Disordered eating is a psychological ailment that befalls many athletes and can persist into retirement. Links have been established between disordered eating and societal and sport-specific pressures; however, little research has focused on the perspective of retired athletes in a time-based sport. The purpose of the current research was to explore the conceptualization of disordered eating in relation to swimming participation, how retirement affects eating patterns, and ways to mitigate disordered eating. Following IPA methodological guidelines, a homogeneous sample of retired swimmers (N = 6) was chosen for semistructured, participant-driven interviews determined by scores on a disordered-eating questionnaire. Three superordinate themes were revealed: (1) pressures unique to swimming, (2) transition to eating pattern awareness, and (3) maintaining ideal eating patterns in retirement. The results revealed a combination of novel findings and expansion of previous data on disordered eating. Suggestions for applications of current findings and for future research are also discussed.
Hannah Cooper and Stacy Winter
Susan L. Greendorfer and Elaine M. Blinde
Survey data from 1,123 former intercollegiate athletes (427 males and 697 females) were examined relative to commitment to a sport role, educational and occupational preparation, postcareer sport participation, social interests, and adjustment to sport retirement. Chi-square and factor analyses revealed that the former athletes in this study did not totally withdraw from the system of sport, that some shifting or reprioritization of interests occurred during their athletic career, and that the process of leaving sport may be more gradual or transitional than previously believed. Patterns obtained were similar for both males and females, and there was little evidence to suggest these athletes experienced adjustment difficulties. In light of these findings, an alternative conceptualization of the sport “retirement” process is offered.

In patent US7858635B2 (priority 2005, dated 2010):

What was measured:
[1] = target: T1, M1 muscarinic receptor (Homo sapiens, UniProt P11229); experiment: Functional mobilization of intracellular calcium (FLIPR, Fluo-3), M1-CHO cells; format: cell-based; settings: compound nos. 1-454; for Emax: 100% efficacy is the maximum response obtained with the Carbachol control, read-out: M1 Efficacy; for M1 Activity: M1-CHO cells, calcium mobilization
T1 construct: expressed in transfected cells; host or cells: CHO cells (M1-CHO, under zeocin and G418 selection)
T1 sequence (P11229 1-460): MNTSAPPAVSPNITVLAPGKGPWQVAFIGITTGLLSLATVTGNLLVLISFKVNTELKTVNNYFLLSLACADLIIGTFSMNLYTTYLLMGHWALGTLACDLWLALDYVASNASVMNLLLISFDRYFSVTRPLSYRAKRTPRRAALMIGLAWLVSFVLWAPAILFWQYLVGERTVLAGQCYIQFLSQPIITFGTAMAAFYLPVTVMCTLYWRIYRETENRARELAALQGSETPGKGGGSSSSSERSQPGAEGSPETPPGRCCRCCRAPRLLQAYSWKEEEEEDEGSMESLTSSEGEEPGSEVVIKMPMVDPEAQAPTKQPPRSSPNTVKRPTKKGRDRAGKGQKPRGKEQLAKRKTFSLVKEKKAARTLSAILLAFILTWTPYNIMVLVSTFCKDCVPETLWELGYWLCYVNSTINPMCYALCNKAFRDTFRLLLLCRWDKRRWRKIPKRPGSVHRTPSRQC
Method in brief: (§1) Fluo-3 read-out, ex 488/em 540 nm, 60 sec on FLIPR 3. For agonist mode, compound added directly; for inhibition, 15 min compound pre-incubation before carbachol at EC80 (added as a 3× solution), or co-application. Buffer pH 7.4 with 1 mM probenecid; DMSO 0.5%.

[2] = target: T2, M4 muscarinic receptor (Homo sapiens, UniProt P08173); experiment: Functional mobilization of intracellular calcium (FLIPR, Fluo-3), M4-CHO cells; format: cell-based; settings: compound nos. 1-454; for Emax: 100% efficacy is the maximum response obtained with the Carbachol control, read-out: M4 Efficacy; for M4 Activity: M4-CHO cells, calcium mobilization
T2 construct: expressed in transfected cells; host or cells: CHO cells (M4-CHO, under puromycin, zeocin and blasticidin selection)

freedom and existence are separate from politics. In fact, if anything, in writing about such topics as sport retirement ( Denison, 1996 ), the coach-athlete relationship ( Denison, 2007 ), and planning ( Denison, 2010 ), my aim has been to de-subjectify experience in an effort to problematize the
Sophie Knights, Emma Sherry, Mandy Ruddock-Hudson and Paul O’Halloran
the time they concluded their career. Sport Retirement Defined Retirement is defined as withdrawing oneself from a specific activity ( Brady, 1988 ). Sport retirement is defined as the separation of an athlete from their sport ( DiCamilli, 2000 ). Sport retirement can either have a positive or
Zachary C. Merz, Joanne E. Perry and Michael J. Ross
an adjustment disorder, with many exhibiting more depressive symptomatology (e.g., depressed mood, lack of enjoyment, irritability, and sleep disturbances). This pattern is consistent with previous research, which estimates that, following sport retirement, 15–20% of elite athletes experience
Simon Rice, Matt Butterworth, Matti Clements, Daniel Josifovski, Sharyn Arnold, Cecily Schwab, Kerryn Pennell and Rosemary Purcell
from sport, retirement from sport, social isolation when traveling and competing internationally in an individual sport, and relationship difficulties with coaching staff or with the broader national sporting organization. Program Reflexivity Implementation of the Mental Health Referral Network has